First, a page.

A simple, practical rhizosphere test is to pull a plant or two and look at the roots. Is the soil clinging to the roots? If it is, you have plants that are producing root exudates for the soil microbes and soil microbes that are exchanging nutrients with the plant roots. If you don’t your plants are not in communication with the soil microbiome.
There are fungi, bacteria, archaea, protozoa, algae, yeast. They aggregate the soil into clumps, leaving pore space for air and water. They are a dynamic being, changing quickly with the environment. They communicate, not through words but through a type of species-unique chemical called an autoinducer. Over longer distances the mycorrhizal fungi can carry water, carbon and other plant nutrients.
Plants exude long chains of carbon through their roots. Microbes form these carbon chains into aromatic rings which are an integral part of humus. Humus is a wonderful support for plants; it holds water, nutrients, helps to chelate minerals to make them plant available, provide soil structure and porosity. Microbes don’t need humus directly, but they do need plants. Plants are less stressed when there is humus around. It’s a symbiotic relationship.
There are those who says that decomposition (composting for example) ultimately results in the decomposed carbon being released into the atmosphere. They say it takes living plants and microbes to produce humus and build soil carbon. Fungal decomposition doesn’t build humus. Living plants in communication with the microbiome builds humus.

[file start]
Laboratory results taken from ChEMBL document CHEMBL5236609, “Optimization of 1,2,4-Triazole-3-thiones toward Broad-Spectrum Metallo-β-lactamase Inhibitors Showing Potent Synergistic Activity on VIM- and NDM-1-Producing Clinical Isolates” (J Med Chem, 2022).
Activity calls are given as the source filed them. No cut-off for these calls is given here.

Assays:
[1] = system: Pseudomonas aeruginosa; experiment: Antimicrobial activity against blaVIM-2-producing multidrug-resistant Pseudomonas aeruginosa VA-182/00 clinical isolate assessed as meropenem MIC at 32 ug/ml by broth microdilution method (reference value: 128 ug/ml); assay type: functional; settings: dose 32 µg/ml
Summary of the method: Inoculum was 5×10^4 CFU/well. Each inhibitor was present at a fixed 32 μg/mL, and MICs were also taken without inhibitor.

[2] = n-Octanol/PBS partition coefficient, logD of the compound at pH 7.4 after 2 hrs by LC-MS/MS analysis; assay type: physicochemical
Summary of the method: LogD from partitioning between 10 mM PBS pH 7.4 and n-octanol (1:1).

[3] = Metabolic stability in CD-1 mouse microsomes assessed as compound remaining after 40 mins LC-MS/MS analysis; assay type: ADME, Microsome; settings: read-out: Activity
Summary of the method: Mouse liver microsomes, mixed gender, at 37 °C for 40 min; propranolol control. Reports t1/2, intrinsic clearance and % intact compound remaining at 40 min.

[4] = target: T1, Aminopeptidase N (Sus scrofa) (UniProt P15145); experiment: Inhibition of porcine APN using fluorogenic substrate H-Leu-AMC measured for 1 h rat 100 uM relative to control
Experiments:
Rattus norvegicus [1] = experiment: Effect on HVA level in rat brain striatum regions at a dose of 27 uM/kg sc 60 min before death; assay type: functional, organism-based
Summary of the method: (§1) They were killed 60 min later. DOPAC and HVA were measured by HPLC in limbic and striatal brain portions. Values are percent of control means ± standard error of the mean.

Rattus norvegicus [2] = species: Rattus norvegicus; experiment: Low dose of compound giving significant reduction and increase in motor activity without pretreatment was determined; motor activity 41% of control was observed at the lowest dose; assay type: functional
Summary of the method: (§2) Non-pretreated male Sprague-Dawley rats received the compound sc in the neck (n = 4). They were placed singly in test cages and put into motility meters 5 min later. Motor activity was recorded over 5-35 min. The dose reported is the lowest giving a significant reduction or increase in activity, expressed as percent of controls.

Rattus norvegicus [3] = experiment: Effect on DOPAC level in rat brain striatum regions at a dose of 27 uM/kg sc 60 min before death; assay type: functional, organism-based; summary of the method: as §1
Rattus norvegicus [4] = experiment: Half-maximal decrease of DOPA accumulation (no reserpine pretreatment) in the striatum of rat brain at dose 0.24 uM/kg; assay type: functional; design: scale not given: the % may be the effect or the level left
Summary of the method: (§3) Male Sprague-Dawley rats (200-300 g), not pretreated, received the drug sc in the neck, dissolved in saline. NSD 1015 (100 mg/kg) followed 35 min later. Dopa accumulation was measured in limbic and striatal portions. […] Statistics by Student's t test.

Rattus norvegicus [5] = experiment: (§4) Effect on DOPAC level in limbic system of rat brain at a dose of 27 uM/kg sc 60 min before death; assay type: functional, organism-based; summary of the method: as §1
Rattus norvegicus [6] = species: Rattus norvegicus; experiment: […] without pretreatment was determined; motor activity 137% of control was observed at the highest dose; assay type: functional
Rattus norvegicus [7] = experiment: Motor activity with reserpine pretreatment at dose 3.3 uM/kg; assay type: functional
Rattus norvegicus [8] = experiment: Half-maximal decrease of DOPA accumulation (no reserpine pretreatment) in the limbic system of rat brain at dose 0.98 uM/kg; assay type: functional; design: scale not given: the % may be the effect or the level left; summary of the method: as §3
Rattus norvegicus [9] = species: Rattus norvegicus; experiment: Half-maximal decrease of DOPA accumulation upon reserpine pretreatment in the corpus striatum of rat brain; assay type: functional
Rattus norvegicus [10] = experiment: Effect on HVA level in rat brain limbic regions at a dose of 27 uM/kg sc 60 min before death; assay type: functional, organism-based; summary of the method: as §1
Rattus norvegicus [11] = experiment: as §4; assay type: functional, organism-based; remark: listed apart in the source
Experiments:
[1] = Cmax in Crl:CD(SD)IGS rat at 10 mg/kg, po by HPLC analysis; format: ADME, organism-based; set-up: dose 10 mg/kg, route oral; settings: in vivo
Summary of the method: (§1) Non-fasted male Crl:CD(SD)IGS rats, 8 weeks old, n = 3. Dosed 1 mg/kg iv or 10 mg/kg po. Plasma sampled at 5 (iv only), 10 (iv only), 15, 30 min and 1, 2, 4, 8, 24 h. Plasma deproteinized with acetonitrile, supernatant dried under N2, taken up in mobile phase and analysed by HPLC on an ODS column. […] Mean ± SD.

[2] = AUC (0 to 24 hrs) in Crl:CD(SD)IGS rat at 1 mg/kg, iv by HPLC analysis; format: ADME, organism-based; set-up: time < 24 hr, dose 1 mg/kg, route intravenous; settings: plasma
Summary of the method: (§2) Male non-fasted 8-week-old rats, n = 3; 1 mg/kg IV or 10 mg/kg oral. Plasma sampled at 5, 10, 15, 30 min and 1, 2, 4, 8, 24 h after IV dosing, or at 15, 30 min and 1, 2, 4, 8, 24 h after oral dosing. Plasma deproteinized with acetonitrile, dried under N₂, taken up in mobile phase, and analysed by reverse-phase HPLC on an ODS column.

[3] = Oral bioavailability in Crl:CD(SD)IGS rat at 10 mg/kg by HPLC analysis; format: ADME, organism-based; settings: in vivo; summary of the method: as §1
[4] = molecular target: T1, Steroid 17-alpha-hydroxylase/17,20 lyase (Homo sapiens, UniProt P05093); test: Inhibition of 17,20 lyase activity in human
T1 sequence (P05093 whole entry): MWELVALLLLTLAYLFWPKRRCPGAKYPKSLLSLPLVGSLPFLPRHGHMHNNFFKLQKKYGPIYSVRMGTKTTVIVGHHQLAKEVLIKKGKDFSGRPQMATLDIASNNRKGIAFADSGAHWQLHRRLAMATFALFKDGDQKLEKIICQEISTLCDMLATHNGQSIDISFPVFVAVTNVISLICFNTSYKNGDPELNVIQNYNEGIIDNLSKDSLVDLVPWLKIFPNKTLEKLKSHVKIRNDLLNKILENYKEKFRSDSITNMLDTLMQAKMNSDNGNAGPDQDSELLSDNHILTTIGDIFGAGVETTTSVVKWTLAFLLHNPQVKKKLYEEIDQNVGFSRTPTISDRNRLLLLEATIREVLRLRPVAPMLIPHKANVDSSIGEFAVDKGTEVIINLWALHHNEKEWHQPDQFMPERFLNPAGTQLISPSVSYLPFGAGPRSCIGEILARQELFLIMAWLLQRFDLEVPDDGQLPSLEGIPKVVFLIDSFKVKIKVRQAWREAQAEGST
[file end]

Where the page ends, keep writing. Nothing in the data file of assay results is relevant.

Conventional wisdom has it that brassicas (plants in the cabbage family) don’t form mycorrhizal associations. The glue that holds the soil onto the roots of the plant is glomalin, a sticky substance produced by arbuscular mycorrhizal fungi, the very ones that should not be associating with our kale roots. But there it is, soil stuck to the kale roots, go figure.
The kale in the picture had a pretty heathy rhizosphere before it was tugged out of the ground. The soil has been amended and balanced acording to OrganiCalc.
It is an amazing world underground! It’s well worth it to be a bit curious and see what’s down there.